Complications in Coronavirus

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Coronavirus disease 2019 (COVID-19) is a pandemic. Neurological complications of COVID-19 have not been reported. Encephalopathy has not been described as a presenting symptom or complication of COVID-19. We report a case of a 74-year-old patient who traveled from Europe to the United States and presented with encephalopathy and COVID-19.

Coronavirus disease (COVID-19) was first detected in December 2019 in China and has rapidly spread to the rest of the world. The World Health Organization (WHO) has recently declared COVID-19 a pandemic, with more than 180,000 reported cases to date. COVID-19 is a novel coronavirus that probably emerged from an animal source, which is now spreading rapidly from person to person. The typical symptoms of COVID-19 can range from mild to severe respiratory illness. The most common symptoms that have been reported thus far are fever, cough, and shortness of breath. The elderly population, especially those with underlying medical problems like chronic bronchitis, emphysema, heart failure, or diabetes, are more likely to develop serious illness 

Neurological complications in COVID-19 infected patients have not been widely reported. Since elderly patients with chronic medical conditions are at an increased risk of altered mental status in the setting of acute infections, patients with COVID-19 infection can also present with acute encephalopathy and changes in their level of consciousness. Here we report a case of a patient who presented with encephalopathy and was found to be infected with COVID-19.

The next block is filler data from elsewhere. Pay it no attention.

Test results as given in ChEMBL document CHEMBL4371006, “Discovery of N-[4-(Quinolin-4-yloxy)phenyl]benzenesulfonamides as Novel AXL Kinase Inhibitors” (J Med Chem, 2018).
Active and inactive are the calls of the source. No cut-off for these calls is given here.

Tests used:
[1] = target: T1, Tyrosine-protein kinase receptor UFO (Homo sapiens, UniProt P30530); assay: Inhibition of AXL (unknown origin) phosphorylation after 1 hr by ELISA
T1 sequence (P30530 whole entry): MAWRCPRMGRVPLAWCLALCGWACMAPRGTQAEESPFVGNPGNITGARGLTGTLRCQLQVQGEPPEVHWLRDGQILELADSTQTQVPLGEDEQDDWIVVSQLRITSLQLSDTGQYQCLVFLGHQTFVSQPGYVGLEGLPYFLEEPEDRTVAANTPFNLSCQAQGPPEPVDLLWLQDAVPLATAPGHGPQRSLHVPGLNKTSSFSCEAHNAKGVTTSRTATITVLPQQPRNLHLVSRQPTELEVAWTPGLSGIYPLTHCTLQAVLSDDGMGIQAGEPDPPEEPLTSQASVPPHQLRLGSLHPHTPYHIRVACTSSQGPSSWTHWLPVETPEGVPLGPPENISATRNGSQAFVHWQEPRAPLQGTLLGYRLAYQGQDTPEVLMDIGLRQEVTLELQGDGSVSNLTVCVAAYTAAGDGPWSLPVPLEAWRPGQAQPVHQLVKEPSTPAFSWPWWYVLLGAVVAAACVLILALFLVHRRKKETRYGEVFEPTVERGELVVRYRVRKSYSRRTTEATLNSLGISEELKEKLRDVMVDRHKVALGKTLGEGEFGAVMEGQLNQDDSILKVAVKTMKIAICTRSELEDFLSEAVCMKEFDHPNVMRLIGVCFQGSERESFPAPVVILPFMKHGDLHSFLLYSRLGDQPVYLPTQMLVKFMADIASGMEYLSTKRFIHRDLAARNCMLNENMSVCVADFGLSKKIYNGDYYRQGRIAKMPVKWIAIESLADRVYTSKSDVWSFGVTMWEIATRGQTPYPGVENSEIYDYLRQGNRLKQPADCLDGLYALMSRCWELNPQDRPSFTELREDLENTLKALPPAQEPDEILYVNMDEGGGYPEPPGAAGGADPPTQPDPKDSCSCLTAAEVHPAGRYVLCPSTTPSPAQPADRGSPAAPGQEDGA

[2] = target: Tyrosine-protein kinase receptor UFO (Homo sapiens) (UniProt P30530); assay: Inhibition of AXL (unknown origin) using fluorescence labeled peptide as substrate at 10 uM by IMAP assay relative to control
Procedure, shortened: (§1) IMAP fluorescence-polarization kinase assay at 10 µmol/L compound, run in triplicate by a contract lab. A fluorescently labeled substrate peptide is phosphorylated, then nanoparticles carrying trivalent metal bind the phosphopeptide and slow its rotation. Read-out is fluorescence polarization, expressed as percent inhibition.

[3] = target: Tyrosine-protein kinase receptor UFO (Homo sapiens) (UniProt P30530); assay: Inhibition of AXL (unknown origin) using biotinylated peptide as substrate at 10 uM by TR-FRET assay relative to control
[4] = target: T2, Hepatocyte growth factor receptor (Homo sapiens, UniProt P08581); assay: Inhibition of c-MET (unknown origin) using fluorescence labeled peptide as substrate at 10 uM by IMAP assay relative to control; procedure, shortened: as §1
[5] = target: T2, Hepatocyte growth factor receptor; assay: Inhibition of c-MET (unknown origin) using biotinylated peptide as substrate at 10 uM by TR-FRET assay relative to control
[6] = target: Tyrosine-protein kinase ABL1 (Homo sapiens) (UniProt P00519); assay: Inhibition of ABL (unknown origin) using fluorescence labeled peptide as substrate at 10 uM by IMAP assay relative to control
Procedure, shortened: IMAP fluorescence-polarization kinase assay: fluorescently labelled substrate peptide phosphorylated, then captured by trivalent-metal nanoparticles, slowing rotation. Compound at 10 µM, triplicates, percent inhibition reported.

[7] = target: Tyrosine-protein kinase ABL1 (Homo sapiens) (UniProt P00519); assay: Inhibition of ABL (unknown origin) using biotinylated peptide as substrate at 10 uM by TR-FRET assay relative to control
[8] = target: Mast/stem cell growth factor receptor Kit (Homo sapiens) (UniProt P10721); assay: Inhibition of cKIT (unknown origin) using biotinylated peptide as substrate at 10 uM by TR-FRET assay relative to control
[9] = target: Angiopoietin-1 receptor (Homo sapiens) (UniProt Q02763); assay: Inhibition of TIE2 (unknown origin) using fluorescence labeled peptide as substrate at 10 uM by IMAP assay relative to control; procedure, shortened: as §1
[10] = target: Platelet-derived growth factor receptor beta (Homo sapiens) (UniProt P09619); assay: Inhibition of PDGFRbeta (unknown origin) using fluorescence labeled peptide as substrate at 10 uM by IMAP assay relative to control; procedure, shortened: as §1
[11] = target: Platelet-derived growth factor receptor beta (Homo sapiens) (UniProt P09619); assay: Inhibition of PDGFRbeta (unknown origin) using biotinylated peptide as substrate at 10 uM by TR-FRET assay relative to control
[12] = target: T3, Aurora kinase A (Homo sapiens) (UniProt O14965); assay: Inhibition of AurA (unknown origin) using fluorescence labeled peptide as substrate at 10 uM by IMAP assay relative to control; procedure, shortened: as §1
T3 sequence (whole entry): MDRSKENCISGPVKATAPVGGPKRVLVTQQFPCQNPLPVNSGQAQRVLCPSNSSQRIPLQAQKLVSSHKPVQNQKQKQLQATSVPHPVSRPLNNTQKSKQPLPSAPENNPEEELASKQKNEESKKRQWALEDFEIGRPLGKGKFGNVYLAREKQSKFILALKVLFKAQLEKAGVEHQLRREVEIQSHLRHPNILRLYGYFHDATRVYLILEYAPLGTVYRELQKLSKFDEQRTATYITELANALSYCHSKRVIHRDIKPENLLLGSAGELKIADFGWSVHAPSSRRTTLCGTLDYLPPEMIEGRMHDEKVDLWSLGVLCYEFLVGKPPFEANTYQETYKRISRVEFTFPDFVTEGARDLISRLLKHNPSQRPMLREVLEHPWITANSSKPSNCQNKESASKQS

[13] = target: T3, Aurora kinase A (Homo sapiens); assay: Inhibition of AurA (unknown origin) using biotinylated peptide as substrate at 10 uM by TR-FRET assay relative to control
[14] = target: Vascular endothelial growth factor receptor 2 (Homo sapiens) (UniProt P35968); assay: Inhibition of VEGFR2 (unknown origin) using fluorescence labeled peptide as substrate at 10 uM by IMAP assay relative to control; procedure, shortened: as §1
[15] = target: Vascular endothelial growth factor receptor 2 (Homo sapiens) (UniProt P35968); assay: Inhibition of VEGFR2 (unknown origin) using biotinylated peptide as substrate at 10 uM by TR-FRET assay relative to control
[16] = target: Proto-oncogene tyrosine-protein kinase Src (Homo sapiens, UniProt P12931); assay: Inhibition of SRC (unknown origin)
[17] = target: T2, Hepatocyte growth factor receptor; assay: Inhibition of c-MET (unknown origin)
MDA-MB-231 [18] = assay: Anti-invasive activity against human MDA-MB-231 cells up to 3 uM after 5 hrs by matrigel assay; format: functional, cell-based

Case Presentation

A 74-year-old male with a past medical history of atrial fibrillation, cardioembolic stroke, Parkinson’s disease, chronic obstructive pulmonary disease (COPD), and recent cellulitis presented to the emergency department with a chief complaint of fever and cough. The patient had a full workup, including routine labs and chest x-ray, which were nonrevealing. The patient was discharged home under the suspicion that this was an exacerbation of his COPD. The patient went home on oral antibiotics. The patient returned to the emergency room (ER) within 24 hours with worsening symptoms, including headache, altered mental status, fever, and cough. The patient is originally from the Netherlands and presented to our hospital seven days after arriving in the United States. The patient was admitted to the hospital for further workup. All protective measures and precautions for suspected COVID-19 infection were taken. The patient was placed in isolation. Repeat chest x-ray demonstrated small right pleural effusion with bilateral ground-glass opacities (see Figure 1). CT chest revealed patchy bibasilar consolidations and subpleural opacities. Both throat sputum and nasopharyngeal cultures were negative for strep. Blood cultures were negative, and urine analysis was negative. Influenza A and B tests were negative.